Injection of water with oily particles happens during waterflooding by re-injection of produced water (PWRI). The injected oily particles are captured by porous rock causing decrease of permeability and consequent injectivity decline. Maintenance of the injection rate results in increase of pressure gradient near to well, snap-off the residual oil and additional formation damage due to released drops retention.

We study effects of residual oil mobilization in well vicinity due to pressure gradient increase and, consequently, the increase of capillary number. The mobilized oil ganglia perform snap-off, move together with the injected water; they are captured by rock causing additional formation damage.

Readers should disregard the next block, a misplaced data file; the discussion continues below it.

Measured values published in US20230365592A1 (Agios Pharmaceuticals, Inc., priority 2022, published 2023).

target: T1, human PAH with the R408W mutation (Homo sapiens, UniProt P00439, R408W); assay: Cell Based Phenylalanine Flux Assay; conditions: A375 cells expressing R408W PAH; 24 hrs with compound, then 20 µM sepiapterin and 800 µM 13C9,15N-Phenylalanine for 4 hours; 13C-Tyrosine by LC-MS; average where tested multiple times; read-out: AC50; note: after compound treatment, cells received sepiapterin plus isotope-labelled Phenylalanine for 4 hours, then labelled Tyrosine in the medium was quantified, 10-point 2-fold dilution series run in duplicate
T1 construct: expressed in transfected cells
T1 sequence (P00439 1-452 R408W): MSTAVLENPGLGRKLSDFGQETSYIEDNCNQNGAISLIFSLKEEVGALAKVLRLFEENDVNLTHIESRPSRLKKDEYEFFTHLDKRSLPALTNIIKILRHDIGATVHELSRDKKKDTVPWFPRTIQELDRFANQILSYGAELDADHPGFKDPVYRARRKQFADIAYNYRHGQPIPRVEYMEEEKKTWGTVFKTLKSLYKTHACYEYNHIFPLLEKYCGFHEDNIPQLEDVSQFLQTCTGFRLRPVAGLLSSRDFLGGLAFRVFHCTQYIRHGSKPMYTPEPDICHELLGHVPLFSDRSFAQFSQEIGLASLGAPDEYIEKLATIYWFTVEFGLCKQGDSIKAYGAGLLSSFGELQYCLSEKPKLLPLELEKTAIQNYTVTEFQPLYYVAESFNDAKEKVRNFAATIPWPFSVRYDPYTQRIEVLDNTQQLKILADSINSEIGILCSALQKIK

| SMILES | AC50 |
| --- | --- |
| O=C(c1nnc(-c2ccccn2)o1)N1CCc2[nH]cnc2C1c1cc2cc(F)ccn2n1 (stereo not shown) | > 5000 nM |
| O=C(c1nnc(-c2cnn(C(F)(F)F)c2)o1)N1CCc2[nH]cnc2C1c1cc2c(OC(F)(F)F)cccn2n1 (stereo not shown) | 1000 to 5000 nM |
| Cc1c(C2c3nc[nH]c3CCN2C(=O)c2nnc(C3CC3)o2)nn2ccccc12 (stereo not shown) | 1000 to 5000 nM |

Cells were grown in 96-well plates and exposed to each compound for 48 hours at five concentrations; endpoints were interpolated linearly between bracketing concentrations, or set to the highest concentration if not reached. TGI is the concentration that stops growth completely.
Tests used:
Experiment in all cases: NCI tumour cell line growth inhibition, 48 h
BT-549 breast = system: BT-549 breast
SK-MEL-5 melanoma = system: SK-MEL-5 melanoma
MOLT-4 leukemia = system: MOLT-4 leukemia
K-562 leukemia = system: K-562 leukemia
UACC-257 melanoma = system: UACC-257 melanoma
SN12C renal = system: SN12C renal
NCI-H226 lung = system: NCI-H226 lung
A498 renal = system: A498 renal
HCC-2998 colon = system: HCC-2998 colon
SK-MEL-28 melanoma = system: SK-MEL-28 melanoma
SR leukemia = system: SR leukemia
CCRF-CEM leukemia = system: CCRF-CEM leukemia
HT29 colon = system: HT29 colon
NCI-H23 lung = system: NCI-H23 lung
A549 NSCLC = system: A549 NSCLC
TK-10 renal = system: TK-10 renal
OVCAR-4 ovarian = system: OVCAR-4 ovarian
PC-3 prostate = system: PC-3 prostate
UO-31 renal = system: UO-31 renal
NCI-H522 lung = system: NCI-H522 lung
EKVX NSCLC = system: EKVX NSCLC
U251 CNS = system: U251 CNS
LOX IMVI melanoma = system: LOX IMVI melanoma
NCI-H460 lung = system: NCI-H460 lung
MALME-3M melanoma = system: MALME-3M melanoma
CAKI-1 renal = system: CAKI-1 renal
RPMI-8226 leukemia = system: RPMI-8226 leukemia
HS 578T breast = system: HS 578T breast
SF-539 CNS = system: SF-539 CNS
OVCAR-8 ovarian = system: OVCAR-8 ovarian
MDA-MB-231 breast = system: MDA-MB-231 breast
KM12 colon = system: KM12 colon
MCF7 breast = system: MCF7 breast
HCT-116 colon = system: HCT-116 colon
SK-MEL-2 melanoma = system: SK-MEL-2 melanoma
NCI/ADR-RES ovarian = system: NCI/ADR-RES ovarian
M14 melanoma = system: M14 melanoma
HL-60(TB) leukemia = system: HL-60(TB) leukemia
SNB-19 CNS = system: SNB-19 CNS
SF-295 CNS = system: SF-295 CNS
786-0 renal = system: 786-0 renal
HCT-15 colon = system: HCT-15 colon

The system of governing equations includes mass balances for oil, for particles and equation for desaturation curve. The analytical model derived includes expressions for suspended and deposited particle concentrations, for velocities of concentration fronts and for injectivity decline.

The main result is an additional formation damage induced by residual oil.

Comparison of the injectivity decline models with and without residual oil allows estimate the efficiency of the near-well area treatment by solvent in order to remove residual oil and to reduce injectivity decline.

Another important application of the model is determination of residual oil with PWRI from routine coreflood tests on relative phase permeabilities. If one injects produced water, the formation damage caused by the capture of injected particles and release of excessive residual oil fraction must be taken into account.

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